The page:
The following protocols were written after the most recent eviction of the ZAD in 2018, during which medics set up a parallel system of emergency care as police blocked ambulances with tanks. These protocols were based in access to specific resources and skills and knowledge; they have been edited for clarity and context. Many of these protocols presume the ability to access medical care and transfer to a hospital as a backup option. The US does not have universal healthcare (yet). If you lack health insurance but have relationships with healthcare workers in your community, please reach out to them for resources or work with the people around you to find other ways to get the care you need.
These guidelines are written for trained street medics and healthcare workers to respond to police violence. They are not a substitute for medical treatment or diagnosis. Please do not practice outside your scope!
I. Chemical Agents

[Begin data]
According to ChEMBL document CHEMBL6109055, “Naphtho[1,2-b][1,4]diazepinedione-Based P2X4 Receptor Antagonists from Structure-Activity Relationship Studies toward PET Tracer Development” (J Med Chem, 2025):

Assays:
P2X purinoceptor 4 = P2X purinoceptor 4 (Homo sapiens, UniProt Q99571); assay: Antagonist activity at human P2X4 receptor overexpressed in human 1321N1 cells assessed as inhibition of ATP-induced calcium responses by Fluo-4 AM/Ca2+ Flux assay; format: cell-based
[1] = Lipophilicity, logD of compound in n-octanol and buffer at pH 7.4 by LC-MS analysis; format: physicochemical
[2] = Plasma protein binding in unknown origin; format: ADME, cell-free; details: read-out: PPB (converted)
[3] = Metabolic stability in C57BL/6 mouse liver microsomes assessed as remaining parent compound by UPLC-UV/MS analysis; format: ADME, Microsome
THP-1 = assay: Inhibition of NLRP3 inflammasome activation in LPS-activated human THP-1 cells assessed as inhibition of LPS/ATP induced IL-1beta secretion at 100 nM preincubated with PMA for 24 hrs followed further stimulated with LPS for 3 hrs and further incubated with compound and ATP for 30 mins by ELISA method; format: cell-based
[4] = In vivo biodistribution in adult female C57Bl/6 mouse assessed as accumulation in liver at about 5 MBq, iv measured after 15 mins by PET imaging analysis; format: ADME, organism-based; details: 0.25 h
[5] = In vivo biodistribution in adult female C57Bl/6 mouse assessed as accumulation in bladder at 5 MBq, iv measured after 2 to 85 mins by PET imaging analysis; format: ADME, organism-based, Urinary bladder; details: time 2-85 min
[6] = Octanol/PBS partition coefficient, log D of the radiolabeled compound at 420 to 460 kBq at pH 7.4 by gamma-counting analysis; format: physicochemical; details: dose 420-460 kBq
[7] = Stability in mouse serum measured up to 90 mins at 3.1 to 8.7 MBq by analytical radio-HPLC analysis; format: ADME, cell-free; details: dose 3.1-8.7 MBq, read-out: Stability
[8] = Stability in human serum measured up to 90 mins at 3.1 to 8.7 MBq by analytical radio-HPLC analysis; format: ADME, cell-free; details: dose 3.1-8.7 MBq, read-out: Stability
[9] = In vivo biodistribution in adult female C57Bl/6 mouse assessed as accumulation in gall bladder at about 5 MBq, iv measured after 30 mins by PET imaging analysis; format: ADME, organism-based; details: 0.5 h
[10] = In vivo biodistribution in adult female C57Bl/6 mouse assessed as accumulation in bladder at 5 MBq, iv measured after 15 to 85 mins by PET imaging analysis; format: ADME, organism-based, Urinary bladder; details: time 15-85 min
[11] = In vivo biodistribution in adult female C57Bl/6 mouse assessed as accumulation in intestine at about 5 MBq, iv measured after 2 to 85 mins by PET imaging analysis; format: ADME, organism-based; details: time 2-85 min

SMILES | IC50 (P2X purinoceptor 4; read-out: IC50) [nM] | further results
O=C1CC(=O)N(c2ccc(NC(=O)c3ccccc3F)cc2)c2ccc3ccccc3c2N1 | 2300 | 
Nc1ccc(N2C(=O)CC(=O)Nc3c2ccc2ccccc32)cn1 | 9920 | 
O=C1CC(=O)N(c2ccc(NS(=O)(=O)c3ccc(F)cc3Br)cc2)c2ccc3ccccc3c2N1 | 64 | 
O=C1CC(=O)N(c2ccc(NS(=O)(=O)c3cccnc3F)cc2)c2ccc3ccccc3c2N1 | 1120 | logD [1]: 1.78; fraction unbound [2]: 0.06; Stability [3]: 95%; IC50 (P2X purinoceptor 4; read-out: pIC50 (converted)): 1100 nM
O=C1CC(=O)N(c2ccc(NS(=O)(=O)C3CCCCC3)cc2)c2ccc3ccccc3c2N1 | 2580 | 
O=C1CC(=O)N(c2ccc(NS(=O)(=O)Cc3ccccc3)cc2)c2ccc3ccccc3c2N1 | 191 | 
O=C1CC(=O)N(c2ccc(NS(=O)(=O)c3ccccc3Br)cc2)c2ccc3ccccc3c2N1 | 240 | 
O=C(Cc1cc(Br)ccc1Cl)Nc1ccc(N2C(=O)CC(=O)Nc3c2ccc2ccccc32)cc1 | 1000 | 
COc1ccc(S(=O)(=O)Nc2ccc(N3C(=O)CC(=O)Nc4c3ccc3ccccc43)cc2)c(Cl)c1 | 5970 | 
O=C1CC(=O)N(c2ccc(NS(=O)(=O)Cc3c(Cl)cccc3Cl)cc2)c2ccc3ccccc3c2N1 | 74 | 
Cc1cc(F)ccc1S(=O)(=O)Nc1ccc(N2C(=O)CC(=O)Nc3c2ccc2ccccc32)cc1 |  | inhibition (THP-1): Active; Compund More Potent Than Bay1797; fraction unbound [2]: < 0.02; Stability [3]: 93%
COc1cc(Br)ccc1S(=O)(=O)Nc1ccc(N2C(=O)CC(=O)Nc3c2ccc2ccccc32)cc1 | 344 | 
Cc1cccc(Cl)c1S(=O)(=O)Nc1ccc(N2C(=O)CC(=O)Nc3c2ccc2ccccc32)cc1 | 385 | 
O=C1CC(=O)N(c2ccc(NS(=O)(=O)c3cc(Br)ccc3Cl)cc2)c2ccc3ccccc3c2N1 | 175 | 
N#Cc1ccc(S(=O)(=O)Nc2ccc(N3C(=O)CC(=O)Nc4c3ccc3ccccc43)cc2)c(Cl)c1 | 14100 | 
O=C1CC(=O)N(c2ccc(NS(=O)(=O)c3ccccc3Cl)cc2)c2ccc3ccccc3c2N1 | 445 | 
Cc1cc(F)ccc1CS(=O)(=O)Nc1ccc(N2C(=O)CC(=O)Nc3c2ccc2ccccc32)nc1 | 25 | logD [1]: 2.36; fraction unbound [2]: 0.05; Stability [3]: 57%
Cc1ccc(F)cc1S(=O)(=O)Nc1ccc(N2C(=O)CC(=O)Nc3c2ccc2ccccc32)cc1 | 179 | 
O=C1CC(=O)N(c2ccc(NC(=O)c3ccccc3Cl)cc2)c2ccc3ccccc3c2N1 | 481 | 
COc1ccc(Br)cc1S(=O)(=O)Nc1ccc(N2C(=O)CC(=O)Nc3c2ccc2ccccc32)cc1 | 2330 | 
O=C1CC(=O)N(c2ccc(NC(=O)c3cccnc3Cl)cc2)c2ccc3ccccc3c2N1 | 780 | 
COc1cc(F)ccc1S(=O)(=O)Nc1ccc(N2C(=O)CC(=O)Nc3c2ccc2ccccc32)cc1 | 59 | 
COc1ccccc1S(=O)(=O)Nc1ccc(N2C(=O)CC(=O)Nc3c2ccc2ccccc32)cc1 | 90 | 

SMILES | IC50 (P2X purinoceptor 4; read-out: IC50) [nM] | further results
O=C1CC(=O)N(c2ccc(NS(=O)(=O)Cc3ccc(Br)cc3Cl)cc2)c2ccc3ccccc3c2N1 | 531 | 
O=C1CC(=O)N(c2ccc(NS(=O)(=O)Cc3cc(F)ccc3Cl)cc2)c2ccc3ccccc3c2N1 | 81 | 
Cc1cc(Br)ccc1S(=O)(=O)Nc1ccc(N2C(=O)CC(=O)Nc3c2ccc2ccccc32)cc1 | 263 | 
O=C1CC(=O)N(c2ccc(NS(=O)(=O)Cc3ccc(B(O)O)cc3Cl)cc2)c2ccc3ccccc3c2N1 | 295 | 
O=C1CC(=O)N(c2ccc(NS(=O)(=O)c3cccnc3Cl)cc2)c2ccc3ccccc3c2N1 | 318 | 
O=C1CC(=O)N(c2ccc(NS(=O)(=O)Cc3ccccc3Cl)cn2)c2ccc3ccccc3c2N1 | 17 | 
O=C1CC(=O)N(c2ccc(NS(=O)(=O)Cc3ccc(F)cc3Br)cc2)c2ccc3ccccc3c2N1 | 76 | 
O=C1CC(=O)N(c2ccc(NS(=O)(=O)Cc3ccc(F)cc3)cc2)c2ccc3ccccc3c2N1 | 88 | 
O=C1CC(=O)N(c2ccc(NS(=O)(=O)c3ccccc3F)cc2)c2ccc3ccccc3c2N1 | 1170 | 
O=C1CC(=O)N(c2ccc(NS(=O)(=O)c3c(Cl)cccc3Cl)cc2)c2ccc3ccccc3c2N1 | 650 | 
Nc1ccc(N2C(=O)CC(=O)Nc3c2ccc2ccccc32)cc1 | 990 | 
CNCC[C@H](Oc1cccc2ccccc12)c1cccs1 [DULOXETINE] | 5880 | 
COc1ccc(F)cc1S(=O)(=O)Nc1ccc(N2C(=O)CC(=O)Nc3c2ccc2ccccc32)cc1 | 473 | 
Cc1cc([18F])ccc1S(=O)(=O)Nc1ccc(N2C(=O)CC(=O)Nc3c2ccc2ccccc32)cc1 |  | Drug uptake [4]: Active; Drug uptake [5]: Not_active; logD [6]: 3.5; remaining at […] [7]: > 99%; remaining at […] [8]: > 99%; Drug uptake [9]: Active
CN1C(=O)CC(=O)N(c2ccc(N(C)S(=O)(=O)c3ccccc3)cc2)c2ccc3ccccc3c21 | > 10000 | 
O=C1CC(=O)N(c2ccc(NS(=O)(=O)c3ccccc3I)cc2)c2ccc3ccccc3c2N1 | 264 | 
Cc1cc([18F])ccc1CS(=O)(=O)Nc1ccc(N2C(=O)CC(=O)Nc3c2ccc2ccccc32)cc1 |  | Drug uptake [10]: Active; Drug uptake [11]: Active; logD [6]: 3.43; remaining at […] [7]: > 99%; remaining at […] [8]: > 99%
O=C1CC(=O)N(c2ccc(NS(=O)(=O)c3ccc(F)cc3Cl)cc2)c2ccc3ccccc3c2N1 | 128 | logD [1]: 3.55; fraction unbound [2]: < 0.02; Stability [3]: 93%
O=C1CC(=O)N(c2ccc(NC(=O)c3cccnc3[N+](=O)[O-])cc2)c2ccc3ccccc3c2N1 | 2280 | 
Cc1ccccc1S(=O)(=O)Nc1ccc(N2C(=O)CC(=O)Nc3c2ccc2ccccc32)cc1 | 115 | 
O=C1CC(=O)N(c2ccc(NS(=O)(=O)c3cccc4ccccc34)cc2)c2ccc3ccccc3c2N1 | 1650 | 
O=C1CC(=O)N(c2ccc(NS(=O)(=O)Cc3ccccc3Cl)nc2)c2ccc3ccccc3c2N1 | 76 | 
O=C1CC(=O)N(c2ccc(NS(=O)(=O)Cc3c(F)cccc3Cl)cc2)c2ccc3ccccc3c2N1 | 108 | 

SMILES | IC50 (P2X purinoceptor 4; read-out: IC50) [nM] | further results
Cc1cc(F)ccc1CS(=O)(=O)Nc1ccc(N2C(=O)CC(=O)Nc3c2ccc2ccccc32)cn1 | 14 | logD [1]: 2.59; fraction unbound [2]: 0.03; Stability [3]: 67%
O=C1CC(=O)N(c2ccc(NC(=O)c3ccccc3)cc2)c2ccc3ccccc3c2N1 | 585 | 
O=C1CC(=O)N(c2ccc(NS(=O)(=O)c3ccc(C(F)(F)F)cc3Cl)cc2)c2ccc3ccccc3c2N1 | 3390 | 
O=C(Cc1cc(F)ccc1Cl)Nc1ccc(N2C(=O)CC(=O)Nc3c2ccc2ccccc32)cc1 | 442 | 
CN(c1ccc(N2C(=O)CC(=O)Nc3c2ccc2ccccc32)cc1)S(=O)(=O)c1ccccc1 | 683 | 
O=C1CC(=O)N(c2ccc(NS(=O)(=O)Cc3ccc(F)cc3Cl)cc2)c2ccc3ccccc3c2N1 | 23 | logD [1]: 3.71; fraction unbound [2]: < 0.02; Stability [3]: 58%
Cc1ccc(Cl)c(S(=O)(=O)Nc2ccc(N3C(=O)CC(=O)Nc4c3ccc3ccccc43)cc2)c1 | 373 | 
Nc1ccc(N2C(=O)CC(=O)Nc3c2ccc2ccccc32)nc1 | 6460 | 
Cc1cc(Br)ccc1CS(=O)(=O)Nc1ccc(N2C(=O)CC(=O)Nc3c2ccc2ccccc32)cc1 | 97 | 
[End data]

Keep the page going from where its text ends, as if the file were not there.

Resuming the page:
Also called CS, CN, or CR gas, tear gas is an aerosol that acts as a respiratory system irritant. Pepper spray is a red oil-based substance containing capsacin, derived from peppers, that is sprayed directly onto the skin and eyes.
A. Tear Gas
i. At low concentrations
—Symptoms: skin and eye irritations and burns
—Treatment: Rinse as much as possible, with water pressure or gentle friction.
Eyes: rinse with saline solution (water + salt, 9 grams per liter). It doesn’t need to be sterile.
Skin: mix 90% water, 10% Maalox, or water with 4% baking soda. If you don’t have access to those, plain water will serve for tear gas.
—Tear gas can cause trouble breathing or provoke asthma attacks. For people with asthma, employ Albuterol, or even oral prednisone (by an experienced medic) if they are out of breath. Avoid tear gas for several days afterwards.